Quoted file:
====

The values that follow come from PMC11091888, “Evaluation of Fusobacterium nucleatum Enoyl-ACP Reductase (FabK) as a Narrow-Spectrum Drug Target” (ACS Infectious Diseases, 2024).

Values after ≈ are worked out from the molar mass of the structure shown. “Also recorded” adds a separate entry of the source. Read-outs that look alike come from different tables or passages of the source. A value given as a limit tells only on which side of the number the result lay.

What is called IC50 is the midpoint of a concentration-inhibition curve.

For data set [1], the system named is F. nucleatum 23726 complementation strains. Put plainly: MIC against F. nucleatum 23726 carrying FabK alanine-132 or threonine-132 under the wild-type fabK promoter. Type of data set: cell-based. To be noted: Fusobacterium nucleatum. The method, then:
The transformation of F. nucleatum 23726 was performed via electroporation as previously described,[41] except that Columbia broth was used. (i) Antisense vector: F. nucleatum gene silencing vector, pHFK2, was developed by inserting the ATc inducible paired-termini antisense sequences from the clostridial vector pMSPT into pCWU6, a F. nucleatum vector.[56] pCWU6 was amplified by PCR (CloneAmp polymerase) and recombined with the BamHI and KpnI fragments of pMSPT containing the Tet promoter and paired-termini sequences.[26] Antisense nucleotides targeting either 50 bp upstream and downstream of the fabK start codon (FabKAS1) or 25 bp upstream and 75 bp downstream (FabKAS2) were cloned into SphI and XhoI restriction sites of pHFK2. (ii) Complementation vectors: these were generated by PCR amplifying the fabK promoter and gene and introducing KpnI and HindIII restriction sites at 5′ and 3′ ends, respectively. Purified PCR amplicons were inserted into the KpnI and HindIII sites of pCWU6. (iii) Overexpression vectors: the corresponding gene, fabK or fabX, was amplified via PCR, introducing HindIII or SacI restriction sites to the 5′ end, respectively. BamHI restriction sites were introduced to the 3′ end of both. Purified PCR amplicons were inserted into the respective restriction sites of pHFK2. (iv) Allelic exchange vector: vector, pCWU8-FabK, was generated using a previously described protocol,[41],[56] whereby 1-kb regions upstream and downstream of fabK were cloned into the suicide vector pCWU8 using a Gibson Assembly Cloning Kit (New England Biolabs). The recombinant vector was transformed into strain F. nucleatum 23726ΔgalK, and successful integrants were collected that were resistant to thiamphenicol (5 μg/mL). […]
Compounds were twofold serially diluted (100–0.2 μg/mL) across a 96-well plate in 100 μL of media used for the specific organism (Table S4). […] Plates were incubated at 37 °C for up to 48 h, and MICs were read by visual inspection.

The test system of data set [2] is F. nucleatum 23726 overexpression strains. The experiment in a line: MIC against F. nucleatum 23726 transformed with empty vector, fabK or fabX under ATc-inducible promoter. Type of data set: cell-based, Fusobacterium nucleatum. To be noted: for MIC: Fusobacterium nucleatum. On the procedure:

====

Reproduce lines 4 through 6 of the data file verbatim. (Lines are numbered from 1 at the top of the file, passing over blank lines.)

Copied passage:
For data set [1], the system named is F. nucleatum 23726 complementation strains. Put plainly: MIC against F. nucleatum 23726 carrying FabK alanine-132 or threonine-132 under the wild-type fabK promoter. Type of data set: cell-based. To be noted: Fusobacterium nucleatum. The method, then:
The transformation of F. nucleatum 23726 was performed via electroporation as previously described,[41] except that Columbia broth was used. (i) Antisense vector: F. nucleatum gene silencing vector, pHFK2, was developed by inserting the ATc inducible paired-termini antisense sequences from the clostridial vector pMSPT into pCWU6, a F. nucleatum vector.[56] pCWU6 was amplified by PCR (CloneAmp polymerase) and recombined with the BamHI and KpnI fragments of pMSPT containing the Tet promoter and paired-termini sequences.[26] Antisense nucleotides targeting either 50 bp upstream and downstream of the fabK start codon (FabKAS1) or 25 bp upstream and 75 bp downstream (FabKAS2) were cloned into SphI and XhoI restriction sites of pHFK2. (ii) Complementation vectors: these were generated by PCR amplifying the fabK promoter and gene and introducing KpnI and HindIII restriction sites at 5′ and 3′ ends, respectively. Purified PCR amplicons were inserted into the KpnI and HindIII sites of pCWU6. (iii) Overexpression vectors: the corresponding gene, fabK or fabX, was amplified via PCR, introducing HindIII or SacI restriction sites to the 5′ end, respectively. BamHI restriction sites were introduced to the 3′ end of both. Purified PCR amplicons were inserted into the respective restriction sites of pHFK2. (iv) Allelic exchange vector: vector, pCWU8-FabK, was generated using a previously described protocol,[41],[56] whereby 1-kb regions upstream and downstream of fabK were cloned into the suicide vector pCWU8 using a Gibson Assembly Cloning Kit (New England Biolabs). The recombinant vector was transformed into strain F. nucleatum 23726ΔgalK, and successful integrants were collected that were resistant to thiamphenicol (5 μg/mL). […]
Compounds were twofold serially diluted (100–0.2 μg/mL) across a 96-well plate in 100 μL of media used for the specific organism (Table S4). […] Plates were incubated at 37 °C for up to 48 h, and MICs were read by visual inspection.